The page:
Loyola Law School has a history of public interest commitment and was the first school in California to institute a pro-bono service requirement into its programs. The school offers a number of social justice focused programs including the Loyola Immigrant Justice Clinic and the Loyola Center for Conflict Resolution. In addition, the school funds public interest scholarships, grants and fellowships in its effort to train committed social justice lawyers.

Lewis and Clark Law School, Portland

The Lewis and Clark Law School offers students a speciality program in Public Interest Law. This program allows students to engage with public interest and social justice issues from an academic perspective, but also through practical clinics, externships and pro-bono programs. There are a number of funding support options offered within this program. Additionally, Lewis and Clark Law School offers a Social Justice Tour which highlights instances of student activism and social justice throughout the history of the college in order to inspire new students with social justice aspirations.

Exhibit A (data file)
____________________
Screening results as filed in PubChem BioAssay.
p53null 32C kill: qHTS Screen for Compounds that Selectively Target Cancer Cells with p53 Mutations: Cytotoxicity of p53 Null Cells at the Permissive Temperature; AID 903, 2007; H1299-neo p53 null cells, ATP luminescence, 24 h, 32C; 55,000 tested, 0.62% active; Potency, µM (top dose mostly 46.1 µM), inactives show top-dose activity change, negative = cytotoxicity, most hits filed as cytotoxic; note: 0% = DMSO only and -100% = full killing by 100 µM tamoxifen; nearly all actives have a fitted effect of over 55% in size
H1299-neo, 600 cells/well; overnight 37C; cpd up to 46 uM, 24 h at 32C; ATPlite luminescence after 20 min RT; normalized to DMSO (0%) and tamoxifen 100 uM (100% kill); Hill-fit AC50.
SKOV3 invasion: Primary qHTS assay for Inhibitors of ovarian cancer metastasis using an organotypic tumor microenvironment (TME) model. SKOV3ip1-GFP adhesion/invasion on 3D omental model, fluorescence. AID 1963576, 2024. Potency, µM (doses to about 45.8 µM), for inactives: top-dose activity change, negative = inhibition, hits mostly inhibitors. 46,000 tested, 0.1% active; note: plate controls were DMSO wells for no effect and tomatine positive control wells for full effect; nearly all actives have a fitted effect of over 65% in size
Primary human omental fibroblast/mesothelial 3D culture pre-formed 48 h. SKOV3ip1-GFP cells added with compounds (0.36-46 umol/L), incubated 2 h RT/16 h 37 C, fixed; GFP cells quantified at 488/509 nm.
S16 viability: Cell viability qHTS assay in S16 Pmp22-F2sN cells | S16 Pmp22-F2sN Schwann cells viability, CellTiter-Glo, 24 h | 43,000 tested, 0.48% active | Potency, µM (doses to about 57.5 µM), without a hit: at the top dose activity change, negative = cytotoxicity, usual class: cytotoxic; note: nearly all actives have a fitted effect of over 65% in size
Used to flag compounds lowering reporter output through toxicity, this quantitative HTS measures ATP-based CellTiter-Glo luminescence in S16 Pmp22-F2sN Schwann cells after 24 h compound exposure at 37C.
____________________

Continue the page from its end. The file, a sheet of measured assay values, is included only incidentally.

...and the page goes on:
American University Washington College of Law (AUWCL)

AUWCL positions its teaching as ‘law with impact’. It offers students numerous initiatives and programs including the Human Rights and Humanitarian Law Center, Lawyering Peace Program and National Immigrant Women’s Advocacy Project to name a few. The school’s commitment to social justice issues is thus evident in the types of courses and programs that students can take and the numerous impact stories that students have been involved with can be read on their website.

University of Maryland MLaw Programs